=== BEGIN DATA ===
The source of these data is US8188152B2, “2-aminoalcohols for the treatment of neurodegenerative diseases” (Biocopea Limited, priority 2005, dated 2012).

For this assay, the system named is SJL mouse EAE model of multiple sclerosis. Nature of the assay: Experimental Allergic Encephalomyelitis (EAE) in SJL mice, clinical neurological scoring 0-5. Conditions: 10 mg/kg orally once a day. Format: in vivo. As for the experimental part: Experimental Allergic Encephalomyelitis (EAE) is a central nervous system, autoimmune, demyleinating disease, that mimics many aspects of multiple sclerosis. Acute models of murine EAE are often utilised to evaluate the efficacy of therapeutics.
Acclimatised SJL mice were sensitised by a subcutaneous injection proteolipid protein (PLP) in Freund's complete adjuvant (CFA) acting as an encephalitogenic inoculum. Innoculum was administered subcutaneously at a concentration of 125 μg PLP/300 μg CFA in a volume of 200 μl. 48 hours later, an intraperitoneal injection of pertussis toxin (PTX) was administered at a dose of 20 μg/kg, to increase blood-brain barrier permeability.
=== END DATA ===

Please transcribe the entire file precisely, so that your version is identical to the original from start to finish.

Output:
The source of these data is US8188152B2, “2-aminoalcohols for the treatment of neurodegenerative diseases” (Biocopea Limited, priority 2005, dated 2012).

For this assay, the system named is SJL mouse EAE model of multiple sclerosis. Nature of the assay: Experimental Allergic Encephalomyelitis (EAE) in SJL mice, clinical neurological scoring 0-5. Conditions: 10 mg/kg orally once a day. Format: in vivo. As for the experimental part: Experimental Allergic Encephalomyelitis (EAE) is a central nervous system, autoimmune, demyleinating disease, that mimics many aspects of multiple sclerosis. Acute models of murine EAE are often utilised to evaluate the efficacy of therapeutics.
Acclimatised SJL mice were sensitised by a subcutaneous injection proteolipid protein (PLP) in Freund's complete adjuvant (CFA) acting as an encephalitogenic inoculum. Innoculum was administered subcutaneously at a concentration of 125 μg PLP/300 μg CFA in a volume of 200 μl. 48 hours later, an intraperitoneal injection of pertussis toxin (PTX) was administered at a dose of 20 μg/kg, to increase blood-brain barrier permeability.